bottom) (EP No. 78)

Rule 3 If the text is meaningful (consistent) at
its literal level and represents human beings on
some lower level of their functioning (e.g.
physical, biological, physiological), and in
addition some non-human constituents are involved
(like plants, animals, things etc.), then the
denotative lower functions must be projected to
the higher level (mental, ethical, social,
etc.), and a necessary share of non-human
constituents must be reinterpreted as human. On
the lexical plane, the human constituent may be
represented either directly (through
substantives, e.g. child, mother, carpenter,
thief) or indirectly (through syntactic, or
so-called formulaic elements demands and
requests, for example, can be addressed only to
humans, or the frequent He who... formula used in
proverbs and other deictics can signalize the
presence of a human agent or object in the text,
and so on.
  • Rule 3 examples
  • Do not sell the bears skin ( Do not drink on
    the bears skin) before the bear is caught
    killed shot (EP No. 38)
  • Do not look a gift horse in the mouth (EP No. 5)
  • He buys sells a cat hare pig in a poke (EP
    No. 69)
  • Better one bird pigeon sparrow in the hand
    plate than two ten hundred in the air on
    the branch fence roof (EP No. 34)
  • If one ( He who) runs after two hares, will
    catch neither (EP No. 67)
  • One must howl with the wolves (EP No. 74)
  • Roast pigeon lark sparrow ... does not fly
    into ones mouth (EP No. 102)
  • It is good best easy fishing in troubled
    waters (EP No. 83)
  • As you sow, so you reap (EP No. 2)
  • A tree An oak is not felled at one ( at the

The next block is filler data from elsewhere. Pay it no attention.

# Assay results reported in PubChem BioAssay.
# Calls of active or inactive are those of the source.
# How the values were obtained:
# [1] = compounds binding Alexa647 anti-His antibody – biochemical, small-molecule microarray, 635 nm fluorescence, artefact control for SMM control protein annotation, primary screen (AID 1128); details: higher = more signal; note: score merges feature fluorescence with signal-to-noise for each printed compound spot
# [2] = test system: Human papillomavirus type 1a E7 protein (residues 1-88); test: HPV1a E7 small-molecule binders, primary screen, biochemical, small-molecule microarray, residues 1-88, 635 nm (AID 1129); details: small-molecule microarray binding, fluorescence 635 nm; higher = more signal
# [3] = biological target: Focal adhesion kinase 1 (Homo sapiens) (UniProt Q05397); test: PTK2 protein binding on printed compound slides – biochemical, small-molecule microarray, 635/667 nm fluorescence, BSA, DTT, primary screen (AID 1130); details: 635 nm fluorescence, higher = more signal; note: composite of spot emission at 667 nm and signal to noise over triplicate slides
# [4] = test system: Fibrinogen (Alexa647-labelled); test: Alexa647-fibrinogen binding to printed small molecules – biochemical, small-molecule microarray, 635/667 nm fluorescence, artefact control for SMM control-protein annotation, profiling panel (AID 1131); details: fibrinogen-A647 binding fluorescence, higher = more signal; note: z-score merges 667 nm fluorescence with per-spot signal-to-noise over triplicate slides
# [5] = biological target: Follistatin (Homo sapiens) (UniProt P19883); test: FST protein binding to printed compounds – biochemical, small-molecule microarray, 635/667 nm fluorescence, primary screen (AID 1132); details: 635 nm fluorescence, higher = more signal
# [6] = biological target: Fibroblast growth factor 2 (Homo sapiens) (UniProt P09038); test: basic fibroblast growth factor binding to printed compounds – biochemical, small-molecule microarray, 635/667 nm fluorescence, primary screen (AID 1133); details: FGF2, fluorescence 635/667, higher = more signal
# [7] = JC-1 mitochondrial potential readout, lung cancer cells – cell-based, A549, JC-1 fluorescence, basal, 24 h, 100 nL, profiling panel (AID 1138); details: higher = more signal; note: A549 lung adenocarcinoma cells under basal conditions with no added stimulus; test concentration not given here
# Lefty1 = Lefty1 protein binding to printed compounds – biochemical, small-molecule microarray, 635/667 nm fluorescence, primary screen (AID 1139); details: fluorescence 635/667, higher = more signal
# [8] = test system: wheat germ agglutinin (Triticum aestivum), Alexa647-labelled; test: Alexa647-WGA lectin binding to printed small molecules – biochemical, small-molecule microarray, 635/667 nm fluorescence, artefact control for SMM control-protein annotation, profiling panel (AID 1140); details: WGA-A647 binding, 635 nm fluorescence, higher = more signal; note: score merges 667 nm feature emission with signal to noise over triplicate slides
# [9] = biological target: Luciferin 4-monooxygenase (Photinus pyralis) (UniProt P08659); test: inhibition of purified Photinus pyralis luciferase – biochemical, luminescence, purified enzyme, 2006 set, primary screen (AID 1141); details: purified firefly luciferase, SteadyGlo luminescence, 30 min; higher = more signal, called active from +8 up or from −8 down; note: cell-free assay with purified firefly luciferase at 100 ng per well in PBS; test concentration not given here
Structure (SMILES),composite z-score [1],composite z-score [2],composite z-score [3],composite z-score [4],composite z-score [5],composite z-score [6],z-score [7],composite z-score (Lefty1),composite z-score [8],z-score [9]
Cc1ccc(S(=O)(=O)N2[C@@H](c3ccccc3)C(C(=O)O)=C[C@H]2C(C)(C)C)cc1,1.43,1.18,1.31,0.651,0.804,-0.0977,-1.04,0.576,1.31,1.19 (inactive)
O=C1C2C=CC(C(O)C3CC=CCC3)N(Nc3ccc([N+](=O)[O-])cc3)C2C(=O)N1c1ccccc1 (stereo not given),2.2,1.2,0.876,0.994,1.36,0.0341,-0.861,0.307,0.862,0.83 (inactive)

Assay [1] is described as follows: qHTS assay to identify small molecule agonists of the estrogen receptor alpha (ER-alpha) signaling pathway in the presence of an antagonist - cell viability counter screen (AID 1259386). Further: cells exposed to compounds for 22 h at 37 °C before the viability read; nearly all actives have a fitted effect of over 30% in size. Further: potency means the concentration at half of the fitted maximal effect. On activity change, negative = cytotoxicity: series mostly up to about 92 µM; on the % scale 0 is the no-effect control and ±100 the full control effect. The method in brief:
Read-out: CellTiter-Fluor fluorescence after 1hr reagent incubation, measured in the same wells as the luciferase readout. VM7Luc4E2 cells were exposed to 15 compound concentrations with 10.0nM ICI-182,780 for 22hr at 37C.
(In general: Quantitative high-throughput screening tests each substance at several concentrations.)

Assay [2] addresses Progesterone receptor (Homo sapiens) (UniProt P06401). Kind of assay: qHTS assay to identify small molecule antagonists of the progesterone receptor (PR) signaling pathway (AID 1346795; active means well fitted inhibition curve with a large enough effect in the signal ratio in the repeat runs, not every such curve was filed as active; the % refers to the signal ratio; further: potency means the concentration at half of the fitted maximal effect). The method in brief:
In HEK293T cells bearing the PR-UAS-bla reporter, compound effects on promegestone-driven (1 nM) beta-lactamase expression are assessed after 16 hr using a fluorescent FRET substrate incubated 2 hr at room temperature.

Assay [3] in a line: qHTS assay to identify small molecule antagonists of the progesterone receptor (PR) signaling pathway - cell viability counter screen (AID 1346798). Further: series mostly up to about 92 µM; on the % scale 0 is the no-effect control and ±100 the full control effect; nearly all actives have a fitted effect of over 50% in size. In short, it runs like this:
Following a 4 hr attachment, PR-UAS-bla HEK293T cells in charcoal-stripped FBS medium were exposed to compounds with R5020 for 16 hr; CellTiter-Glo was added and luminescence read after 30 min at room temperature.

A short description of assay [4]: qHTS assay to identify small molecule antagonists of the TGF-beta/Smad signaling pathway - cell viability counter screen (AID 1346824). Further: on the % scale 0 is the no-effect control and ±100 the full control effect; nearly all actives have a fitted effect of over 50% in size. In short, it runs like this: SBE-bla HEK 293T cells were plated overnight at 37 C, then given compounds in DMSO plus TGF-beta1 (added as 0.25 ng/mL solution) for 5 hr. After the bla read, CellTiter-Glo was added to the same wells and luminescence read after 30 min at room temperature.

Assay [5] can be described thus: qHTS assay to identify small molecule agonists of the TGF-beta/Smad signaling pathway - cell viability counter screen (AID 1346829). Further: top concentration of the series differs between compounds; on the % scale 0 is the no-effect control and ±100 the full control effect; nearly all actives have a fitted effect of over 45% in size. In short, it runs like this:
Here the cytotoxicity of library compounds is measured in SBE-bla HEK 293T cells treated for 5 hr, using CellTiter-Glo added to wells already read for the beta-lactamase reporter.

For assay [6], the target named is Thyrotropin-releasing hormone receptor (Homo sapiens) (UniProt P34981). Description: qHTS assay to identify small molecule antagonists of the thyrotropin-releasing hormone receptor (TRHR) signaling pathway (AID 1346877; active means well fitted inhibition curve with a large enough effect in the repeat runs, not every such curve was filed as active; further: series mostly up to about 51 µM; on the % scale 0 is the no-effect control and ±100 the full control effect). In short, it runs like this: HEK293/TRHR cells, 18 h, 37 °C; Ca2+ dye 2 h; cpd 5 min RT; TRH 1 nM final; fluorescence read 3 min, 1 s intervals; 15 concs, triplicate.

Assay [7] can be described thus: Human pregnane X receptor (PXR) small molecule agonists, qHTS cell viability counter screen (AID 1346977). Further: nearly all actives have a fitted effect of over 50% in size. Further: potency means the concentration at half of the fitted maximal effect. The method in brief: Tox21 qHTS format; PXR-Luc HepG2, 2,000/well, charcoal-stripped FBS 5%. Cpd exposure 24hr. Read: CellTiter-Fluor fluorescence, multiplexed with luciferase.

first) stroke (EP No. 46)
  • He that sows the wind shall reap the whirlwind
    (EP No. 103)
  • A man drowning will catch at a straw razor
    snake ... (EP No. 81)
  • An unbidden guest knows not where to sit (EP No.
  • Appetite comes increases with eating (EP No.

  • As you make your bed so you will lie sleep
    dream upon on in it (EP No. 86)
  • Give him an inch a finger and he will take an
    ell a hand (EP No. 36)
  • He adds oil straw fire tow wood to the
    fire (EP No. 68)
  • He that greases, travels ( Grease the wheel if
    you intend the cart shall go) (EP No. 59)
  • He carries draws water in the sieve (EP No.
  • He that climbs flies rises sits high,
    falls deep (EP No. 42)
  • He who digs a pit for another, falls in himself
    (EP No. 9)
  • If When a blind leads a blind man both shall
    fall into a ditch (EP No. 35)
  • In the kingdom country of the blind the one
    eyed is king ruler (EP No. 98)
  • Measure Think two three seven ten
    hundred many times (before you) cut once (EP
    No. 62)
  • Stretch your legs ( yourself) according to the
    cover ( until the cover reaches) (EP No. 50)
  • Strike when the iron is hot (EP No. 16)
  • Sweep (first) before your own door doorstep
    house sidewalk ... (EP No. 95)
  • Nobody cannot serve ( One cannot serve It is
    difficult to serve) two masters (EP No. 54)

Rule 4 The need for the reconceptualization of
the sentential metaphorical proverb comes from
the contextual circumstances, or, in the case of
context-free interpretation, from insufficient
pragmatic weight, i.e. irrelevance, of its
literal meaning. In the case of nominal or
predicative metaphors, on the other hand, the
text itself reveals a breaking point, i.e. a
semantic contradiction or incompatibility
motivating the reinterpretation of some parts of
the proverb even without the presence of any
context. In any case, partial (nominal,
predicative, or more complex) metaphors are quite
common in the proverbs of all nations. In such
proverbs, projections can be made from both the
non-human to the human realm and vice versa.
Personification (or anthropomorphism, animation,
in the more general case) is the most frequent
type of this kind of projection.
  • Rule 4 examples
  • Misfortunes never/seldom come alone (EP No. 6)
  • Fields have eyes and woods have ears Walls
    corners posts have ears (EP No. 18, 22 )